Quick and easy content filtering using few lines of code.

Many times when I had to implement a live search and a filtering system, I had to use plugins which were way too extensive and bloated with tons of features and many pages of documentation.

There are plenty of plugins which will do these things, some of them are free and also widely supported, I’m not trying to show you just another filtering system.

In this article I will show you a simple, basic way to create a filtering system using a live search plugin with just few lines of code.

So, if you’re looking for a full list of features, functionalities, animations, event handlers, there are plugins which can do that, this article is not about that.

Let’s begin!

Adding the live search plugin

For this tutorial we will use HideSeek which is a simple, yet customizable jQuery plugin for live search, is compatible with IE7+, Chrome, Firefox, Safari and jQuery 1.8.1, 1.9.1, 1.11.0, 2.1.0. and supports highlighting, custom message, navigation, initialization via data attribute and custom events.

Configuring it is pretty simple, here’s the default usage:

$(‘#search’).hideseek();

Basically you have to declare the id, class or whatever for your input element, in my case the search input.

This is how the search input looks:

<input id=”search” name=”search” placeholder=”Start typing here” type=”text” data-list=”.sorting_list” autocomplete=”off”>

You see here data-list=”.sorting_list” this is where we choose what content to search.

My list consists of some images and some text.

The markup is pretty simple, nothing complicated. It’s just for providing a simple use case:


<! — Projects Row →
<div class=”row”>
<ul class=”sorting_list”>
<li>
<div class=”col-md-4 portfolio-item”>
<a href=”#”>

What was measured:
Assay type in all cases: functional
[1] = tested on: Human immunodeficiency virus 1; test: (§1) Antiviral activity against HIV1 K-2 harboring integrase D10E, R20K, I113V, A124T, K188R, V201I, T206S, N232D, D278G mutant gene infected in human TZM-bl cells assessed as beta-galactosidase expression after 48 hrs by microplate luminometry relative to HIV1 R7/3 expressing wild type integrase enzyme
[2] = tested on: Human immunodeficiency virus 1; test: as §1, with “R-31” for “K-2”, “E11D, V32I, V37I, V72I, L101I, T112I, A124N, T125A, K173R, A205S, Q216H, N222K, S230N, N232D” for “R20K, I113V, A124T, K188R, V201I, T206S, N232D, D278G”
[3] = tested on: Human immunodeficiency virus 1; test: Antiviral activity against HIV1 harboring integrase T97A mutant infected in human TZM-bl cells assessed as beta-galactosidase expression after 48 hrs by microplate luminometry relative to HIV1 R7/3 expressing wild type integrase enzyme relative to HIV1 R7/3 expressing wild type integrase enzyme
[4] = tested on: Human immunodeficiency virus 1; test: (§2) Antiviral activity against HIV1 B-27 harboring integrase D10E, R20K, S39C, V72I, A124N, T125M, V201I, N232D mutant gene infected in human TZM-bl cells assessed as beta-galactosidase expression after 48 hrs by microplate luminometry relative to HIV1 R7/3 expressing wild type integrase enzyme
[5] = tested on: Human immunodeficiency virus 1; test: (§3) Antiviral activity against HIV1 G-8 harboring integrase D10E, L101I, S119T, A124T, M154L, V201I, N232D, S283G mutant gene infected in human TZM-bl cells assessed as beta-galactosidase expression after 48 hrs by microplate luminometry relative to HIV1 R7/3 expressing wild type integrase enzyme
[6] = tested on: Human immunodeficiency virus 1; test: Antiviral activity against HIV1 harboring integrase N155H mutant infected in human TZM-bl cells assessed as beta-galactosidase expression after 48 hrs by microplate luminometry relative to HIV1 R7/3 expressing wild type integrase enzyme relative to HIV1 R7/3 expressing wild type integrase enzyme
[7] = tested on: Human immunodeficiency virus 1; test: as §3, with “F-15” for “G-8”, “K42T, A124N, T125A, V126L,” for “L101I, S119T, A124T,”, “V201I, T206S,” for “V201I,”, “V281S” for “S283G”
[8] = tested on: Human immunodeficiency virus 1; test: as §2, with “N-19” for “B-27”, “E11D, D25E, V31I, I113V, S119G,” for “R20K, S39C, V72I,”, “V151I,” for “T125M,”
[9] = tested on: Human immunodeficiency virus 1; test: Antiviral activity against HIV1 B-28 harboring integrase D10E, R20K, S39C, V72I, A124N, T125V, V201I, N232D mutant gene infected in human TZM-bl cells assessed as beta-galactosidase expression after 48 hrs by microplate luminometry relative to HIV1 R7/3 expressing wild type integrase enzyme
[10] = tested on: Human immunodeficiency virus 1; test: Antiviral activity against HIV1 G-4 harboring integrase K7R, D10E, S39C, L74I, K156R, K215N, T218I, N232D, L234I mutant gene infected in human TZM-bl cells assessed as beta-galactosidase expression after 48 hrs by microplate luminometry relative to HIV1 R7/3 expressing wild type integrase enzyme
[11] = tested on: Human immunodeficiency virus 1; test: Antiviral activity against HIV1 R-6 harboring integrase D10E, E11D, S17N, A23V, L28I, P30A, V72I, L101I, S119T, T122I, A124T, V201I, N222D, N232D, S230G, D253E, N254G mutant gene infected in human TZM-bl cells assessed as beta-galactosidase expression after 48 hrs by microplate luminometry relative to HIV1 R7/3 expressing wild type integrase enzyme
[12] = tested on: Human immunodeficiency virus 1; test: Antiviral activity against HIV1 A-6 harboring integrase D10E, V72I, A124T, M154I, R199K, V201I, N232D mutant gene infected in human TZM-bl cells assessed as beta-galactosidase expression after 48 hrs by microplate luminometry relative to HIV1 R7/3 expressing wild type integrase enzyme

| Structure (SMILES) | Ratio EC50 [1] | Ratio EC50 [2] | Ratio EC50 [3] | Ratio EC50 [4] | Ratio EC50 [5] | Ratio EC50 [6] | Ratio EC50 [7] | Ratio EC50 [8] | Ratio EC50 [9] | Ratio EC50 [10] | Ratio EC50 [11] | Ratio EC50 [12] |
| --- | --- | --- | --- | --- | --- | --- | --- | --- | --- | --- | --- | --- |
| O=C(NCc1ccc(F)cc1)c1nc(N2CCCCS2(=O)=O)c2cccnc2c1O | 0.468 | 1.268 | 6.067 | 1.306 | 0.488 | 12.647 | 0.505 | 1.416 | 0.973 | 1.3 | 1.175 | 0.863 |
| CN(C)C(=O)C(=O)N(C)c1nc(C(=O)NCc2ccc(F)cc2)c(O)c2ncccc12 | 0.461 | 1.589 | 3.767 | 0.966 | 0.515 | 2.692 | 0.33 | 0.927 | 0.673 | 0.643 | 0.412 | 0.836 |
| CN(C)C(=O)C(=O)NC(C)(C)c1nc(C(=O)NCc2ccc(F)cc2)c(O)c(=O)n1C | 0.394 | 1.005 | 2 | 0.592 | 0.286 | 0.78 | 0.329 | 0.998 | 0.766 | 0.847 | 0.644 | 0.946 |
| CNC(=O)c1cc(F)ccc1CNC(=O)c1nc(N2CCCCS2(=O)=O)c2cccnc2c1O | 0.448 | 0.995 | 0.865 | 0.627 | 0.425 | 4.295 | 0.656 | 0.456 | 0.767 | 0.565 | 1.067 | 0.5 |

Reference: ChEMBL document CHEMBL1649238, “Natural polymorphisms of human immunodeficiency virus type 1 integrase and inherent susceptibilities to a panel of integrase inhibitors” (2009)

<img class=”img-responsive” src=”img/cow.png” alt=””>
</a>
<p>Lorem ipsum dolor sit amet, consectetur adipiscing elit. Nam viverra euismod odio, gravida pellentesque urna varius wonder cow.</p>
</div>
</li>
</ul>
</div>
<! — /.row — >

How this works till now I think is pretty easy to understand. If you write “cow” inside the search input you will see just the cow image and the text associated with it.

Now, the fun part. A filtering system based on the search input.

As you probably noticed, in the screenshot above we have few links like “Mighty Bird”, “Nerdy Cat”, “Wonder Cow”.

Next we’re going to make the anchor elements behave like filters. For example when we click on “Mighty Bird” the search input will be filled with the text “Mighty Bird”.

We have “View all” which I don’t have to explain what it does.

The magic:

$(document).ready(function() {

jQuery(‘a.clear ‘).on(‘click’, function(event) {
$(‘input#search’).val(‘’).trigger(‘keyup’);
});
 jQuery(‘a.filter ‘).on(‘click’, function(event) {
jQuery(‘input[name=”search”]’).val($(this).text().trim());
jQuery(‘input[name=”search”]’).keyup();
});
});

First we make sure that if the link with a class name of “clear” is clicked we clear the search input.

Next we check if a link with a class name of “filter” is clicked we add to the search input the anchor element text.

Pretty simple, no?

We now have a fully functional filtering system with just few lines of code. You don’t have to add heavy weight plugins with tons of features if you just want something simple like this.

That’s it! We have just built a quick and easy content filtering using a live search jQuery plugin.

Demo

Github repo

Thank you for reading!

You can follow me on Twitter @agispas